By Emma Marris
Dingoes can wreak havoc on Australia’s sheep population, so the canines have been fenced off from a large section of the country. But new research suggests that excluding dingoes can lead to a population boom in their preferred prey, kangaroos, that can change the plant composition of the landscape and even the soil chemistry. The finding is the latest addition in a long and contentious dispute about the effects of dingoes on Australia’s ecosystems.
That debate is part of a wider discussion on ‘trophic cascades’ — the idea that top predators change the behaviour and numbers of herbivores, which then affect the vegetation and the soil composition of a habitat. The latest research, published on 10 May in Proceedings of the Royal Society B1, doesn’t resolve the debate, but it does contribute a controlled experiment to a field criticized for relying on weak inference2.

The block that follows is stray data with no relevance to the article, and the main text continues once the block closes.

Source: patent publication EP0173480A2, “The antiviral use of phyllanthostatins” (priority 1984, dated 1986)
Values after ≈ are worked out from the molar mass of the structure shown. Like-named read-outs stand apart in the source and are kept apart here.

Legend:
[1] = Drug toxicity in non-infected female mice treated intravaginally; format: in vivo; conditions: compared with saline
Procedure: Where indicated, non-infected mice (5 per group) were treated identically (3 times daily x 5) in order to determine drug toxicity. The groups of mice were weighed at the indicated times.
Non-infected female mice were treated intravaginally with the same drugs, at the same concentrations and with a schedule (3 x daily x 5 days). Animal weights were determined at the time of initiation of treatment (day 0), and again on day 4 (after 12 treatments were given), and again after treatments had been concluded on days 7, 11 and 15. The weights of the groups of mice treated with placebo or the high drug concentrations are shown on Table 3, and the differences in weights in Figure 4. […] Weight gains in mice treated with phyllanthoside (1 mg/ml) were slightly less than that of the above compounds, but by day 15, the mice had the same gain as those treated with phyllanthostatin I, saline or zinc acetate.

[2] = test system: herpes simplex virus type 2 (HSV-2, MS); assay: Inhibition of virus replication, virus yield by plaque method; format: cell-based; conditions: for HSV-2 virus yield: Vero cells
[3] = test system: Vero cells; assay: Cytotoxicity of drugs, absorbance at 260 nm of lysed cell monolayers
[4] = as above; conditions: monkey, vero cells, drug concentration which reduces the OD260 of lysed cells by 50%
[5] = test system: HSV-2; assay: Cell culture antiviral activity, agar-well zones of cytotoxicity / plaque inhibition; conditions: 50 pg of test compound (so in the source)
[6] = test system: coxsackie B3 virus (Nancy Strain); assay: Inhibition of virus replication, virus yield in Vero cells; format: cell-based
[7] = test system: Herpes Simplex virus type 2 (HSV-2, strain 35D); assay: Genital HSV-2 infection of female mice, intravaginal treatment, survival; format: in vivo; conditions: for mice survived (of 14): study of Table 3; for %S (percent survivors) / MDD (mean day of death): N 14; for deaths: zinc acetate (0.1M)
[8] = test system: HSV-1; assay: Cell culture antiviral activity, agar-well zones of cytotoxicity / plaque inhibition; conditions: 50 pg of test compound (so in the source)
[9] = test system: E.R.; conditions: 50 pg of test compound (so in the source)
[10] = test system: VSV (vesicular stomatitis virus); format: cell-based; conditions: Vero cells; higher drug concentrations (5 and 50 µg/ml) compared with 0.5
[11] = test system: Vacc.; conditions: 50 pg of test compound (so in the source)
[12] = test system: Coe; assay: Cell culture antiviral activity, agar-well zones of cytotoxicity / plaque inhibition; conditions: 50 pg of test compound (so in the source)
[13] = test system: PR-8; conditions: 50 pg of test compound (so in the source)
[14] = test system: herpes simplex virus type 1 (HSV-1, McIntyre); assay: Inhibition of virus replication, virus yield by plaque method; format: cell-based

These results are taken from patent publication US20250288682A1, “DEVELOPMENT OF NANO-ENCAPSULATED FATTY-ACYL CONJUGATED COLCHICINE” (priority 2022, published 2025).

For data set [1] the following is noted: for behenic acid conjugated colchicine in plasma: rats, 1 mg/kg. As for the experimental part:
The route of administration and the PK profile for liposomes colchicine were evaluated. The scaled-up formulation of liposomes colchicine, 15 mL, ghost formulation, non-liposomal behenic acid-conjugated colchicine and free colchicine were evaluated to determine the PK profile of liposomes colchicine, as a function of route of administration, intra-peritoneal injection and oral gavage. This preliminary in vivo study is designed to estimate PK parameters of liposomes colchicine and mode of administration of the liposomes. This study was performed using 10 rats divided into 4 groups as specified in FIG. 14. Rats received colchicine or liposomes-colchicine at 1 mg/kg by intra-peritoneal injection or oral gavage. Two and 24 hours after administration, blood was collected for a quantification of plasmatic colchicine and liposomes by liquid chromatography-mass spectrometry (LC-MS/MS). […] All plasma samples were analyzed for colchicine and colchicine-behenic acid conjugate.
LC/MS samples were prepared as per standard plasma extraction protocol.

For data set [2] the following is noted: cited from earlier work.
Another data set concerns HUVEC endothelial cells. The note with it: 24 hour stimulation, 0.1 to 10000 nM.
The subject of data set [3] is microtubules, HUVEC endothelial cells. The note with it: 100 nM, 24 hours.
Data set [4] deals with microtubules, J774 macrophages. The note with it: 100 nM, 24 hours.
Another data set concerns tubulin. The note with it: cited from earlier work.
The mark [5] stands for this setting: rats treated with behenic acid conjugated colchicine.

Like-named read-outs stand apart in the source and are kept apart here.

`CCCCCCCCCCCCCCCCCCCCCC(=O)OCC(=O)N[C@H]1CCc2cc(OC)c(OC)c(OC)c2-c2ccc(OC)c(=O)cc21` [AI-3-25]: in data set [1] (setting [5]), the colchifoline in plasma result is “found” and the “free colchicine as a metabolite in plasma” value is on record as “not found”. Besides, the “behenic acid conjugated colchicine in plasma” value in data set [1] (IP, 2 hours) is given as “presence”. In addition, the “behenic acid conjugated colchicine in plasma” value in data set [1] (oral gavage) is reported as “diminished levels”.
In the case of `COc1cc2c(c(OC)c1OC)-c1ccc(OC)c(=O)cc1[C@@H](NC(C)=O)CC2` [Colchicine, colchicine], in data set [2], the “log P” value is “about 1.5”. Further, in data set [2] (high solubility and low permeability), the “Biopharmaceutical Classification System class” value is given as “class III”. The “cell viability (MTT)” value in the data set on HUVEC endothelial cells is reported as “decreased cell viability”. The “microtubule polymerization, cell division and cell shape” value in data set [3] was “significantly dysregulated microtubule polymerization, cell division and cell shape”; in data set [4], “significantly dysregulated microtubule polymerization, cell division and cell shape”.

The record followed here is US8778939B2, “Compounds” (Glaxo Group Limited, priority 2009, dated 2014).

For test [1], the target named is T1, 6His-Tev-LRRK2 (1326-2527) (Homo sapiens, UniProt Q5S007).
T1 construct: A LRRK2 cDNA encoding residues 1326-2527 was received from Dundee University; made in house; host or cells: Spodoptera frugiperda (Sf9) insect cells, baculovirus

The study was made possible by a 5,400-kilometre dingo-proof fence — which stretches across Australia’s outback — which was built decades ago to keep the predators away from livestock. But the fence has also created an inadvertent experiment, because “two completely different ecological universes” have emerged, says ecologist Michael Letnic of the University of New South Wales in Sydney. There are obvious differences in the numbers of kangaroos, and in the kinds and amounts of plants between the two sides. There is more grass on the dingo side, and more woody vegetation, such as trees and shrubs, on the kangaroo side.
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